It was ‘Big Brother meets ISIS’ when an Australian reality show actually brought its participants to the war zone inside Syria for an upcoming episode.
According to a trailer for the show, a trio of reality stars and their film crew crossed over the Syrian border with Kurdish fighters and ventured just a half-mile from battle lines with the Islamic State.
The show, called “Go Back to Where You Came From”, aims to change Australia’s perceptions of the global refugee crisis. The Syria episode was, as one participant called it, “a lot more than we bargained for.”
The reality series takes six Aussies on a three-week trip around the world, following the path that migrants take as they try to reach Australia, in order to see “through the eyes of refugees.” Half of the participants are actively anti-immigration, including a woman who runs the Stop the Boats Facebook page and a schoolteacher who fights against the supposed dilution of ‘Australian culture.’
A noble goal, perhaps—but no one wins with the show’s latest stunt, a foolhardy trip into Syria, where most foreign journalists no longer dare to work and humanitarian groups struggle to provide citizens with food and medicine.
In the show’s third season, which airs at the end of July, part of the cast gets escorted into Syria by Peshmerga fighters, who hosted the crew at their camp and then shuttled them to the frontlines.
“When we crossed the border from Iraq into Syria, I kind of thought we would maybe go to a refugee camp near the border, meet some families, but once we crossed the border we drove for like four hours and it kind of dawned on me we were going to an active war zone,” a 25-year-old activist named Nicole told News.com.au.
The fighting was happening around villages that had been bombarded by the terrorist organization ISIS, and the participants say they were around 900 yards from the towns when ISIS fighters realized their position and began shooting directly at them. Clad in bulletproof vests and sturdy sneakers, they ran from the artillery.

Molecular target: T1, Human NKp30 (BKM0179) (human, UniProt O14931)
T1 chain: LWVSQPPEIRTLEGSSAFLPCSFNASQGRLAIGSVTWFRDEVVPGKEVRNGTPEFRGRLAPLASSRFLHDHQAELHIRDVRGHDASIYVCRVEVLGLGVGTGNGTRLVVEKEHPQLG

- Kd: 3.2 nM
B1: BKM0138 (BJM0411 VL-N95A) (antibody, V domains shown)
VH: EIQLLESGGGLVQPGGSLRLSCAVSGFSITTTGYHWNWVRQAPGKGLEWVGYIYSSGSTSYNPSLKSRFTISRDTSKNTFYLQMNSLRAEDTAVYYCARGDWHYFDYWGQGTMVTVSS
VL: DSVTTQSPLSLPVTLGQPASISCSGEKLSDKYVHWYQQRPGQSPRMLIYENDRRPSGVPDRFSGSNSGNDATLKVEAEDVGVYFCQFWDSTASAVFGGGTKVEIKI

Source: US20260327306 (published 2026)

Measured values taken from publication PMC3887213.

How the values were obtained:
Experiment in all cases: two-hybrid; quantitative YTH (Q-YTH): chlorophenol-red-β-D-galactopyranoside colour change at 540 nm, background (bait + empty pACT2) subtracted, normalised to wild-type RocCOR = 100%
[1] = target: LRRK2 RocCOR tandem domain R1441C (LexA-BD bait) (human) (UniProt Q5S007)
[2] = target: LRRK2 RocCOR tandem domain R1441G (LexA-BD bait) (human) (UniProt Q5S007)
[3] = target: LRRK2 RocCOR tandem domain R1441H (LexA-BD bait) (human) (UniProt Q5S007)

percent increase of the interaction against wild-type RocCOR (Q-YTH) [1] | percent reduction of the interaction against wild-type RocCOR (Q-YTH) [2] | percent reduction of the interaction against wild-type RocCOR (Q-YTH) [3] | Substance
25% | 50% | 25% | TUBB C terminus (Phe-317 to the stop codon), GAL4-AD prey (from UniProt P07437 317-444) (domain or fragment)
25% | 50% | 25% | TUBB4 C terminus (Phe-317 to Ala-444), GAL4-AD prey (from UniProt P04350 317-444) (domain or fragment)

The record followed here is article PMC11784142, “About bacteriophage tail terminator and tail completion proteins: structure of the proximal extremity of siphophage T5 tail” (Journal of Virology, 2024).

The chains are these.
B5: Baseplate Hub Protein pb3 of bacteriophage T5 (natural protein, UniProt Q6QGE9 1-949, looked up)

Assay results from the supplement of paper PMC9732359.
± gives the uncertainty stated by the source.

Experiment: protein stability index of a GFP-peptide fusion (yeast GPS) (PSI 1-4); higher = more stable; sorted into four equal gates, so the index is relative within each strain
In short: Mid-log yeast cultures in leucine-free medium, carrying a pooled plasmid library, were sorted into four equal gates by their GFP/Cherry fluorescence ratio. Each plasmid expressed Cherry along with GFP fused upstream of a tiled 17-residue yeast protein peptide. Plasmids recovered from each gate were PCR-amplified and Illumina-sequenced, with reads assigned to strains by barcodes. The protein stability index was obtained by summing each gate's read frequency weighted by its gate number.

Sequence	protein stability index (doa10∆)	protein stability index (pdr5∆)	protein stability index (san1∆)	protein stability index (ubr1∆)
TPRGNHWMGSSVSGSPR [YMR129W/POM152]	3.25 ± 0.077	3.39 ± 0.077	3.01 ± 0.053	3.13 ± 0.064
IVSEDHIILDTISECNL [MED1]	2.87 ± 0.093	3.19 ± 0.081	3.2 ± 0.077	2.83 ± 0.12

“They’re coming toward us,” one of them says as blasts echo through the air in a preview clip, called “Participants Encounter ISIS,” which was released by the network on Thursday.
“We had to move because they were shooting at us,” Nicole said. “Then we decided as a group—stupidly, I think—that we would go closer.”
“Probably the worst part was going as close as we could and knowing that their bullets could reach us,” another member of the team told the Sydney Morning Herald. “We were told to listen for any whistling sounds coming through the air and that would mean a mortar had been fired. We were told we had 30 seconds to run 100 meters.”
She added that if it weren’t for family commitments back home in Australia, she would have personally joined the Peshmerga fighters.
The award-winning show launched in 2011 started off as a way to address the bad reputation Australians have made for themselves overseas. The first season took four skeptical Indian citizens around the country to meet a variety of Aussies and marvel at all the Outback had to offer. At the end, the show asked those visitors, per the IMDB synopsis, if they “still think that Australians are DUMB, DRUNK & RACIST?”
In later seasons, the focus has shifted slightly to focus on Australia’s perception of incoming refugees, and in this latest season, the group experienced an immigrant’s journey through Iraq, Jordan, Cambodia and a detention center in Darwin, Australia.
As good as the show’s intentions may be, though, one has to question their judgment in dropping Australians into Syria’s hell just to get some action shots.